Woman's Hour - 11/08/2009
With Jenni Murray. Ariel Leve has been worrying for as long as she can remember and has always looked on the blighted side of life, an outlook which she shares with readers of her column in Tthe Sunday Times. Sometimes described as a female Woody Allen, her philosophy can be summed up as follows: 'People like to say it will all work out. But what if it doesn't?' Ariel feels that, given that optimism has cost the world a financial meltdown, it is time we took pessimists more seriously. Ariel joins Jenni along with Robert Holden, one of the world's leading coaches on happiness and success, to explore the relationship between pessimism, optimism and our wellbeing. Music can invoke memories, provoke emotions and move us to activity such as dancing, singing along and making music ourselves. So looking at how the brain responds when a person is listening to music tells us a lot about the role the brain plays in memory, emotion and activity, and how these things are related to each other. Music also gives neurologists a way into talking about the 'nature/nurture' debate by comparing the brains of talented musicians with those of ordinary people. Jenni discusses what music can tell us about the kinds of beings we are with Dr Jessica Grahn of Cambridge University and Dr Katie Overy from the University of Edinburgh. In May 2000, Lucie Blackman went to work in Tokyo as a nightclub hostess. She was a pretty, blonde 21 year old, a prized 'gaijin', or Western Girl, whose job it was to serve drinks to Japanese businessmen, light their cigarettes and flirt. Eight weeks later, she was dead. Jenni is joined by Clare Campbell, who has written an account of Lucie's life and death. She is also joined by Dr Brigitte Steger, a lecturer in Modern Japanese Studies at Cambridge University, to discuss hostessing in Japan.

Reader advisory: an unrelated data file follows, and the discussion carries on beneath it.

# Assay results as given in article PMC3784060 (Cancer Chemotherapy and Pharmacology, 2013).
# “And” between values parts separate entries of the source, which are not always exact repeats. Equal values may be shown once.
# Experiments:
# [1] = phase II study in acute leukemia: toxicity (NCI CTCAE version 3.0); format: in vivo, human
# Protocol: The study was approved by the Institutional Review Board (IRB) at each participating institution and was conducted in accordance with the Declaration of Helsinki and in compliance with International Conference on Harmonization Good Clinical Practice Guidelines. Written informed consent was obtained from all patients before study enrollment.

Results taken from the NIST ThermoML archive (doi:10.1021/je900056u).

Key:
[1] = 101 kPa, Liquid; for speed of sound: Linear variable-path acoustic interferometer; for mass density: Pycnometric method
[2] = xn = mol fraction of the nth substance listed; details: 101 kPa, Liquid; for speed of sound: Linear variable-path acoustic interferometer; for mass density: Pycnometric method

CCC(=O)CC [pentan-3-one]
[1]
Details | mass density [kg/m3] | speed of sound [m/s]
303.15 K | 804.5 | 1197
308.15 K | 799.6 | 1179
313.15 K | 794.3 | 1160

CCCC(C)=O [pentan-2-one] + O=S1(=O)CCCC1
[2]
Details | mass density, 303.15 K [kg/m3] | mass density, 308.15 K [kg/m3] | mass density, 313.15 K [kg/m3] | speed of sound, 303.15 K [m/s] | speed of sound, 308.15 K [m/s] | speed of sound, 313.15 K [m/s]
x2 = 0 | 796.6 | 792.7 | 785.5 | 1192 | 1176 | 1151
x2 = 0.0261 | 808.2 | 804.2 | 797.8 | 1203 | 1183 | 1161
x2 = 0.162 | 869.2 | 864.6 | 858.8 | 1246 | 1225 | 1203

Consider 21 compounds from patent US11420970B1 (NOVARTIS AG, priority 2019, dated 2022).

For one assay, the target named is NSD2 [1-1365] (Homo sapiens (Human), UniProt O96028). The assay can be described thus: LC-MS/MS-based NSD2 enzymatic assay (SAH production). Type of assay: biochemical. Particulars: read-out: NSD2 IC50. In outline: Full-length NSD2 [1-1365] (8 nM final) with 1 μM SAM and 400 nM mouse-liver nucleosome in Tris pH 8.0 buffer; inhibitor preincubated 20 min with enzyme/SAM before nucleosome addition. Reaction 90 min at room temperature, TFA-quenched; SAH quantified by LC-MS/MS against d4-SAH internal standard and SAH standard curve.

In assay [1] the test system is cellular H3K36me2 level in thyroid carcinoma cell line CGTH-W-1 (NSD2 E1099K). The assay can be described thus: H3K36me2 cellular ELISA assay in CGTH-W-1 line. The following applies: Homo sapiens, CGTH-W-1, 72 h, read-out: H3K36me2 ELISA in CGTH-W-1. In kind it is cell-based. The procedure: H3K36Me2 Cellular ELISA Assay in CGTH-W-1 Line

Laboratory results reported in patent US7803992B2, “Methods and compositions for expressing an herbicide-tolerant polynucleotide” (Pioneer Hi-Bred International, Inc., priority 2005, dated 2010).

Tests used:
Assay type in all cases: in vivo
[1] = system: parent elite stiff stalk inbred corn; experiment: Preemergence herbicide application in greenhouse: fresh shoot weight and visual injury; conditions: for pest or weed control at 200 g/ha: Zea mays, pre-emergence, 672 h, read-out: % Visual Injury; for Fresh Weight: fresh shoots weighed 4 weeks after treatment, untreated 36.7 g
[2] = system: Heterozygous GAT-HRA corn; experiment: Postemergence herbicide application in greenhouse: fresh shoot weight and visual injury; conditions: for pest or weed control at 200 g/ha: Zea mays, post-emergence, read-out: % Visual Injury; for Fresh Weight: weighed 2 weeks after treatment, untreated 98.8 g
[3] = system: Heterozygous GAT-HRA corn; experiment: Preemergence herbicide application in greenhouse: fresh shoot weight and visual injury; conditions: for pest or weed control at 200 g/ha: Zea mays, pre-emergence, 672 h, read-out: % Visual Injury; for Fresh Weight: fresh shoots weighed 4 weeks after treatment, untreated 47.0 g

- 2009-08-11 10:00:00 - 2009-08-11 11:00:00 on Radio 4 FM, Radio 4 LW,